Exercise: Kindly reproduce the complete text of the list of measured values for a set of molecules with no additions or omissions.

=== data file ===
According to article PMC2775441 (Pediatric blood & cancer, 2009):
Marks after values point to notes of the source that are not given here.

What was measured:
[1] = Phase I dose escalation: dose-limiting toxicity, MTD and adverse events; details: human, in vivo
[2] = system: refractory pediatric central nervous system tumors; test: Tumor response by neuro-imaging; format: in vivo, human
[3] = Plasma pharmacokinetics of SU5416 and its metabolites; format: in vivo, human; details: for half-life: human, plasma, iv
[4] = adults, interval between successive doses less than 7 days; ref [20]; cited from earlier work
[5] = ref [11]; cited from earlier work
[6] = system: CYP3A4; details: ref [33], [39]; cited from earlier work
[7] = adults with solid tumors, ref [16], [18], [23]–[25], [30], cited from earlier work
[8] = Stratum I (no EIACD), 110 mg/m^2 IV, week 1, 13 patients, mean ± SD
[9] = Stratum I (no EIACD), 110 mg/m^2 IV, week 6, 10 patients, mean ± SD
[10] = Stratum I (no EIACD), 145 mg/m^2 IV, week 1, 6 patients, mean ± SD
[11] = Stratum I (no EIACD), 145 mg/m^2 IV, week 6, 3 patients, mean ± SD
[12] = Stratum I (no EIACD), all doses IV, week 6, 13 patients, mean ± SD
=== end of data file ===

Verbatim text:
According to article PMC2775441 (Pediatric blood & cancer, 2009):
Marks after values point to notes of the source that are not given here.

What was measured:
[1] = Phase I dose escalation: dose-limiting toxicity, MTD and adverse events; details: human, in vivo
[2] = system: refractory pediatric central nervous system tumors; test: Tumor response by neuro-imaging; format: in vivo, human
[3] = Plasma pharmacokinetics of SU5416 and its metabolites; format: in vivo, human; details: for half-life: human, plasma, iv
[4] = adults, interval between successive doses less than 7 days; ref [20]; cited from earlier work
[5] = ref [11]; cited from earlier work
[6] = system: CYP3A4; details: ref [33], [39]; cited from earlier work
[7] = adults with solid tumors, ref [16], [18], [23]–[25], [30], cited from earlier work
[8] = Stratum I (no EIACD), 110 mg/m^2 IV, week 1, 13 patients, mean ± SD
[9] = Stratum I (no EIACD), 110 mg/m^2 IV, week 6, 10 patients, mean ± SD
[10] = Stratum I (no EIACD), 145 mg/m^2 IV, week 1, 6 patients, mean ± SD
[11] = Stratum I (no EIACD), 145 mg/m^2 IV, week 6, 3 patients, mean ± SD
[12] = Stratum I (no EIACD), all doses IV, week 6, 13 patients, mean ± SD